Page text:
Few things in life are hailed as immediate classics that still hold up over time. It’s easy to call something a classic when it first drops — just look at every album release of the last decade. People get excited. Fans eat it up. Everyone soaks in the good vibes until a few weeks later when all of a sudden you realize you haven’t listen to any of the album in a minute and have no intention of doing so. More often that not, classics are ahead of their time…or at the very least need some convincing. The Nike LeBron X, for a sneaker example, didn’t receive initial positive reviews. It might seem blasphemous to say about now but it’s true. It’s only fault? It wasn’t the LeBron 9. And so people dissed it for that.
Sneakerheads are notorious for doing this. It’s not a negative thing, and I’m not trying to condemn anyone. It’s simply true. The hype draws us all in, and when you start seeing the sneaker on shelves, start seeing it on the court, start seeing other people wearing it, all of a sudden you’re like dang, I need that shoe!
The Nike Roshe Run was different, however. It resonated with the culture right away when it debuted in 2012, selling out during its first run. Designed by Dylan Raasch, the shoe was lightweight, breathable, comfortable, versatile. Even though it sported the “Run” in its name, and even if it is often categorized as a runner or trainer, it’s meant to be worn everywhere but the gym. That worked because, as Nice Kicks’ Matt Halfhill writes, in “the current time, consumers are buying many shoes that have little to no athletic benefit by the millions of units per year.”
Two years of work, along with 16 outsole revisions and 50 changes to the upper, produced a shoe that offered the blank canvas many desired. In an instant, it entered that rare category inhabited only by legendary shoes like the Nike Air Force 1, Converse Pro Leather, and adidas Stan Smith, something that was versatile and gave consumers the chance to rock it how they wanted, when they wanted. As much as I love my Jordans and my old school 1990s basketball sneakers, many of them need to coordinate with what I’m wearing. It’s hard to pull off the Air Jordan V with shorts, and many of Charles Barkley‘s best sneakers don’t work unless you’re wearing jeans.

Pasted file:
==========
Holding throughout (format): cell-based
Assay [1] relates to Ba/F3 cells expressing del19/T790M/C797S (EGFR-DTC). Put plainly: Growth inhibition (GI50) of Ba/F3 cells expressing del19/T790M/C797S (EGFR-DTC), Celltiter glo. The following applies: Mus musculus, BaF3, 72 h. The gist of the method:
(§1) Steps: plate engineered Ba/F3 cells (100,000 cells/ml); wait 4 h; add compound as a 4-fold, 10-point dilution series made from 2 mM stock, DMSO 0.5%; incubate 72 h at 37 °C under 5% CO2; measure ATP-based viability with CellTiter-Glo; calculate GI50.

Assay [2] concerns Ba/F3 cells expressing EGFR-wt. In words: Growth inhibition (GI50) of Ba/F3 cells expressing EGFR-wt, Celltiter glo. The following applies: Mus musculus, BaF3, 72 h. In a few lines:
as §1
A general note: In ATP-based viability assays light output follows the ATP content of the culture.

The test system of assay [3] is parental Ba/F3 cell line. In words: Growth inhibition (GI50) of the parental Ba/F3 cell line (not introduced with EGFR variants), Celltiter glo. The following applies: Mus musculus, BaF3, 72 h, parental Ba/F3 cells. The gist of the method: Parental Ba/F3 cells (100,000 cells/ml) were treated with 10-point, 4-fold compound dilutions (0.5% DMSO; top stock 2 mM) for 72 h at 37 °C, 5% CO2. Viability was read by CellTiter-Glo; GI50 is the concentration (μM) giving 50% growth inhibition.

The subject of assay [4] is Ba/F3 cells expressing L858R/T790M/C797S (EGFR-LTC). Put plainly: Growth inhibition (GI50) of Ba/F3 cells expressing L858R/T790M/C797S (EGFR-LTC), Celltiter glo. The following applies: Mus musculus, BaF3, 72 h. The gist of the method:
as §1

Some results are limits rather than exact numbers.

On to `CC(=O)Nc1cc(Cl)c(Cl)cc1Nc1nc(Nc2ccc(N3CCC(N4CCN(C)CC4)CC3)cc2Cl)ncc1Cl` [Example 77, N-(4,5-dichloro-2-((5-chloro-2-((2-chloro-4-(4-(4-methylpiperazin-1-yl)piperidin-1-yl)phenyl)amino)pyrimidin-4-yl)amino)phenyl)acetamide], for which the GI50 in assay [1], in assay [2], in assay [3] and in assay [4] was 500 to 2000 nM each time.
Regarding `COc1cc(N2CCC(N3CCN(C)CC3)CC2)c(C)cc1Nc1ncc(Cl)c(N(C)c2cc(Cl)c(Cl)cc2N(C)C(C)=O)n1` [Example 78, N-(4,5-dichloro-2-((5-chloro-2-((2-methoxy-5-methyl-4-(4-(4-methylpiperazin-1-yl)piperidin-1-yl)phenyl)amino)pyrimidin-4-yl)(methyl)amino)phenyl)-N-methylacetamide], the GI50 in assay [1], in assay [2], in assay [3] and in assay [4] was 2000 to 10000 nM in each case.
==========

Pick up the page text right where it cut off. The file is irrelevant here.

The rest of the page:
But the Roshe Run is not only a perfect summer shoe that looks great in shorts and feels comfortable even without socks. It also looks fresh all year long and is the quintessential casual wear for 2014. Just as the Air Force 1 took over mainstream culture in the early 2000s on the backs of celebrity co-signs from people like Nelly, as well as a long and storied history, the Nike Roshe Run is doing the same thing for the new generation. (While Nelly’s “Air Force Ones” brought the shoe to the real mainstream, it had been a hot item among sneaker collectors for years.)
The Air Force 1 extended its lifeline by releasing collaborations and customs. Rasheed Wallace, the last scion of that shoe in the NBA, was consistently blessed with amazing special editions Uptowns. There were also collabs and collections that connected with the culture, such as the 2006 “Hufquakes,” the Five Boroughs pack, and the Wieden + Kennedy. Nike even had artists create their own renditions. They released shoes in all kinds of premium materials, while embracing fashion trends and fads. In the end, no matter what, despite releasing close to 2,000 different variations of the classic, they still had the white-on-whites to help make this the top-selling sneaker of all time and perhaps the greatest design ever.
It’ll be virtually impossible for the Roshe Run to reach that level of influence, even if we’ve already seen dozens of hot colorways and recent collaborations with things like The Boxtrolls. But the shoe is at least picking from the right field. It exhibits all the ingredients needed for a shoe to maintain crossover appeal for more than just a summer or two. A blank and simple canvas? Check. Lightweight breathability and comfort? Check. Versatility and the look to work with any fashion trend? Check. A manageable price? (One of the most overlooked aspects of why this shoe is so great.) Check. Unisex colorways for everyone? Check.
Ten years from now, some of the sneakers you’re rocking in 2014 might not matter, yet I wouldn’t be surprised to see the Nike Roshe Run still hitting the streets, still drawing love.
BUY NOW: Nike Roshe Run best-sellers
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